A handful of companies focus on the exchange of information between physician and patient. Companies making patient-provider communications a priority include Healinx Corp. of Alameda, Calif., and MediVation, based in Needham, Mass. (See related story, p. 50).
Among firms that focus aggressively on medical records, three types have emerged:
* Those that maintain only emergency medical information provided by the consumer. Security measures vary. Typically, consumers receive wallet-sized cards with a telephone number, a Web site address and, in some cases, the security codes that enable access to the information.
Emergency medical technicians, trained to search patients’ wallets, can call to have the emergency information faxed or access it online if the security code is available on the card or provided by the patient. Most companies charge consumers a nominal fee for the service.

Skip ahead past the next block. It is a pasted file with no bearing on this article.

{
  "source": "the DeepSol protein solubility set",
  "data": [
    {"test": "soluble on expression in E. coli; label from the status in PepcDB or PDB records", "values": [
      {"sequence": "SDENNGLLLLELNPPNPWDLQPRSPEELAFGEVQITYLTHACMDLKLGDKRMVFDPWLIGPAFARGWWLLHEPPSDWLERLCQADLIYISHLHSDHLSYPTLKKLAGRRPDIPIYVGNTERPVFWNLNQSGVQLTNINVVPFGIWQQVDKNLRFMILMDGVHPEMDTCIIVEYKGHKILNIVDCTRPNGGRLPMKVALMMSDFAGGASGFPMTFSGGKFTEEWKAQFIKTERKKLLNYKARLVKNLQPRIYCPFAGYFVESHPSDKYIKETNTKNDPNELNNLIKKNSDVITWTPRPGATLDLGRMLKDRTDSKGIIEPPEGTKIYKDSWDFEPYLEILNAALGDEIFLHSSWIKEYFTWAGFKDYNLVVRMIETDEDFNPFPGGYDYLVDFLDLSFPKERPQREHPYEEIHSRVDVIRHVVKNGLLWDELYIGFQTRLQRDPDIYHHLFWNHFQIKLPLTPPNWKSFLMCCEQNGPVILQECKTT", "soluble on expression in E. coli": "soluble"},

* Companies that maintain a full personal health history provided by the consumer, as well as emergency information. Consumers can print portions of the record, such as a child’s immunizations, or give their providers a security code allowing them direct access to the record.
In some cases, providers can upload information into the record through the providers’ information systems. Many developers market the records as part of a package of consumer-interactive tools to Internet portals and to health plans and provider systems. Generally, they charge licensing fees or have revenue-sharing models.
* Electronic medical record firms offering to make a version of the physician-maintained record available online for consumer review. Such records respond to new federal requirements that patients have easy and immediate access to their records and to an audit trail of people who have reviewed their records.